For some considerable time, there were no outbreakings with him, at least, that was known, but a train of circumstances began at last to fix guilt on his head in another point of light. He had the handling of large sums of money and it was soon discovered that after the money was counted and laid away and come to be used and counted again, that there was always a part of it missing. This being the case repeatedly, and those who owned it knowing that there was no other person but Parrish who had access to it, suspicion of necessity fixed itself on him. At last, the matter went to such lengths that a search warrant was called for to search his trunk. The warrant was demanded at the office of F. [Frederick] G. Williams, Esq. but he refused to grant it; some difficulty arose on account of it.

The warrant, however, was at last obtained, but too late for the trunk in question was taken out of the way and could not be found, but as to his guilt, little doubt can be entertained by any person acquainted with the circumstances.

After this affair, Parrish began to discover that there was great iniquity in the Church, particularly in the editor of this paper and began to make a public excitement about it. But in a short time, he had an opportunity of   proving to the world the truth of his assertion. A poor persecuting booby by the name of Grandison Newel and who in fact was scarcely a grade above the beast that perish, went and swore out a state’s warrant against the editor of this paper, saying that he was afraid of his life. In so doing, he swore a palpable lie and everybody knew it, and so did the court and decided accordingly.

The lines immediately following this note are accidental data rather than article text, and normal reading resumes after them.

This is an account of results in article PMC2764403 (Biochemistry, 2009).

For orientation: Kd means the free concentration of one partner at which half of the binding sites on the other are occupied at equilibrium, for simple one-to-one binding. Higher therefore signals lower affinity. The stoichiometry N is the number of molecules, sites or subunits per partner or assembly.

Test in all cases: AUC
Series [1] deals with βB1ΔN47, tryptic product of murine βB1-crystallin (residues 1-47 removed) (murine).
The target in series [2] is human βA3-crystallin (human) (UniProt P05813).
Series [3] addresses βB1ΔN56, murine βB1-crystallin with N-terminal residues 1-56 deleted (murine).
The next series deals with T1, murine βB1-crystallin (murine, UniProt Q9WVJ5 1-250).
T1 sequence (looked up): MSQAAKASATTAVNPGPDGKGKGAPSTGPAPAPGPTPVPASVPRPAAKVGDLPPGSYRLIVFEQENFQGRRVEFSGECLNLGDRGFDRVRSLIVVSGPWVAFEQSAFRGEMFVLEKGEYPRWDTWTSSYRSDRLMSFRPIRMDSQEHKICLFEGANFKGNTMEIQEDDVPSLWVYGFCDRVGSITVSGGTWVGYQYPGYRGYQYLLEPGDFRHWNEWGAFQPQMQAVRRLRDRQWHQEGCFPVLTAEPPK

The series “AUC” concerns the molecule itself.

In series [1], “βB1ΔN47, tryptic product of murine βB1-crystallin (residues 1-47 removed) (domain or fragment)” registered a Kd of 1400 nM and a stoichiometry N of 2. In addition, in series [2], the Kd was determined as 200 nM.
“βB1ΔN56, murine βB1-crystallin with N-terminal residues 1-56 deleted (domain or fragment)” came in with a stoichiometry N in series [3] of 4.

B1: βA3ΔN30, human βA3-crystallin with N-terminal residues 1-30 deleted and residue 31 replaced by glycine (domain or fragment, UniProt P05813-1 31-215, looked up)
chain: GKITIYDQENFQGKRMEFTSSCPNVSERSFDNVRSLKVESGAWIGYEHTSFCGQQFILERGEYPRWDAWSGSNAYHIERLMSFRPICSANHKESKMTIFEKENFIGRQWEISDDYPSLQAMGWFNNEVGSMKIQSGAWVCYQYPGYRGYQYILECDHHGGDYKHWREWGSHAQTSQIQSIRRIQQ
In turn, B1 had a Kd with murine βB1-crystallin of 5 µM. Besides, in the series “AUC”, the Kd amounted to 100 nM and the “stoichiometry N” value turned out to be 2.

One of the witnesses called in behalf of Mr. Newel was Warren Parrish. Newel had no doubt but great things would be proven by Parrish. When the day of trial, however, came, Parrish was not forthcoming. Newel’s council demanded an attachment to bring him forthwith and accordingly, Parrish was brought. But, behold, the disappointment when Parrish was called! Instead of fulfilling Newel’s expectation, when asked by the lawyers, “Do you know of anything in the character or conduct of Mr. [Joseph] Smith which is unworthy of his profession as a man of God?” the answer was, “I do not.” The countenance of Newel fell and if he had possessed one grain of human feelings, would went off with shame, but of this, there is about as much in him as in other beasts.

In giving the answer Parrish did, he has given the lie to all he has said, both before the since, and his letter that is now going the rounds in the priest’s paper is an outrageous pack of lies, or else he took a false oath at Painesville; and take it which way you will, and the priests have but a feeble helpmate in Granny Parrish.

The truth is, at the time Parrish was called on to give testimony in Painesville, he had not gotten his nerves so strengthened as to take a false oath and though he could lie most unsufferably, still he had some fear about swearing lies. But no doubt, if he were called upon now, he would swear lies as fast as tell them, since he denies all revelation, all angels, all spirit, etc., and has taken the liar Sylvester Smith by the hand and become his companion.